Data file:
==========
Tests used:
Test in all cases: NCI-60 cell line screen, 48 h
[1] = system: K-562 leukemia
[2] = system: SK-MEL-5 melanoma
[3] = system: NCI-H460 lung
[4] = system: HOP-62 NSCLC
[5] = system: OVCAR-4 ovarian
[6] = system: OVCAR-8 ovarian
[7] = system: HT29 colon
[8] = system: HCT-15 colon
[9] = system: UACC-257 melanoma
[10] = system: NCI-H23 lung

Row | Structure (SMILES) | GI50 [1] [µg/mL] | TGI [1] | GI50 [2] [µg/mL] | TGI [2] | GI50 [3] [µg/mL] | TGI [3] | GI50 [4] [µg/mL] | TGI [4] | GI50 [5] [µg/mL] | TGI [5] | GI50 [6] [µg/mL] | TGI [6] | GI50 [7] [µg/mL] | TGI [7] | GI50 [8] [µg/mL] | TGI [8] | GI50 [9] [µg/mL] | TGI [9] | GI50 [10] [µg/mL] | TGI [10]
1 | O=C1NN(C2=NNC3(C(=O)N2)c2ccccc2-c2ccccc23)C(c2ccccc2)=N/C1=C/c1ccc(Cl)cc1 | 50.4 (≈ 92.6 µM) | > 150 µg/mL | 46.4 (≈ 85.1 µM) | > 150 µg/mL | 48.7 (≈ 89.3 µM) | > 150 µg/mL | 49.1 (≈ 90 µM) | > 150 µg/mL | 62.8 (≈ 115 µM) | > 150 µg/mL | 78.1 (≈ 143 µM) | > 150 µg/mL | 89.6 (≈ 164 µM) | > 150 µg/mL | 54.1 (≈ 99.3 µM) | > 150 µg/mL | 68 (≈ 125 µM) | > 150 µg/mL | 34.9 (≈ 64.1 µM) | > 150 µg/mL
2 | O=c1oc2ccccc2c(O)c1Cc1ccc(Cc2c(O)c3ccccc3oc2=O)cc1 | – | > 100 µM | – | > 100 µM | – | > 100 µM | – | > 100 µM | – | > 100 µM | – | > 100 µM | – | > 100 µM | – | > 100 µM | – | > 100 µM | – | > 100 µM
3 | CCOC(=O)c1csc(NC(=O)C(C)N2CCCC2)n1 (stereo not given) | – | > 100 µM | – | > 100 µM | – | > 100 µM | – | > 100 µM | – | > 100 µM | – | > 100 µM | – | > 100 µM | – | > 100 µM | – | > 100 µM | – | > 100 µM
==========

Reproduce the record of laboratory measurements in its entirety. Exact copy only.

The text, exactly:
Tests used:
Test in all cases: NCI-60 cell line screen, 48 h
[1] = system: K-562 leukemia
[2] = system: SK-MEL-5 melanoma
[3] = system: NCI-H460 lung
[4] = system: HOP-62 NSCLC
[5] = system: OVCAR-4 ovarian
[6] = system: OVCAR-8 ovarian
[7] = system: HT29 colon
[8] = system: HCT-15 colon
[9] = system: UACC-257 melanoma
[10] = system: NCI-H23 lung

Row | Structure (SMILES) | GI50 [1] [µg/mL] | TGI [1] | GI50 [2] [µg/mL] | TGI [2] | GI50 [3] [µg/mL] | TGI [3] | GI50 [4] [µg/mL] | TGI [4] | GI50 [5] [µg/mL] | TGI [5] | GI50 [6] [µg/mL] | TGI [6] | GI50 [7] [µg/mL] | TGI [7] | GI50 [8] [µg/mL] | TGI [8] | GI50 [9] [µg/mL] | TGI [9] | GI50 [10] [µg/mL] | TGI [10]
1 | O=C1NN(C2=NNC3(C(=O)N2)c2ccccc2-c2ccccc23)C(c2ccccc2)=N/C1=C/c1ccc(Cl)cc1 | 50.4 (≈ 92.6 µM) | > 150 µg/mL | 46.4 (≈ 85.1 µM) | > 150 µg/mL | 48.7 (≈ 89.3 µM) | > 150 µg/mL | 49.1 (≈ 90 µM) | > 150 µg/mL | 62.8 (≈ 115 µM) | > 150 µg/mL | 78.1 (≈ 143 µM) | > 150 µg/mL | 89.6 (≈ 164 µM) | > 150 µg/mL | 54.1 (≈ 99.3 µM) | > 150 µg/mL | 68 (≈ 125 µM) | > 150 µg/mL | 34.9 (≈ 64.1 µM) | > 150 µg/mL
2 | O=c1oc2ccccc2c(O)c1Cc1ccc(Cc2c(O)c3ccccc3oc2=O)cc1 | – | > 100 µM | – | > 100 µM | – | > 100 µM | – | > 100 µM | – | > 100 µM | – | > 100 µM | – | > 100 µM | – | > 100 µM | – | > 100 µM | – | > 100 µM
3 | CCOC(=O)c1csc(NC(=O)C(C)N2CCCC2)n1 (stereo not given) | – | > 100 µM | – | > 100 µM | – | > 100 µM | – | > 100 µM | – | > 100 µM | – | > 100 µM | – | > 100 µM | – | > 100 µM | – | > 100 µM | – | > 100 µM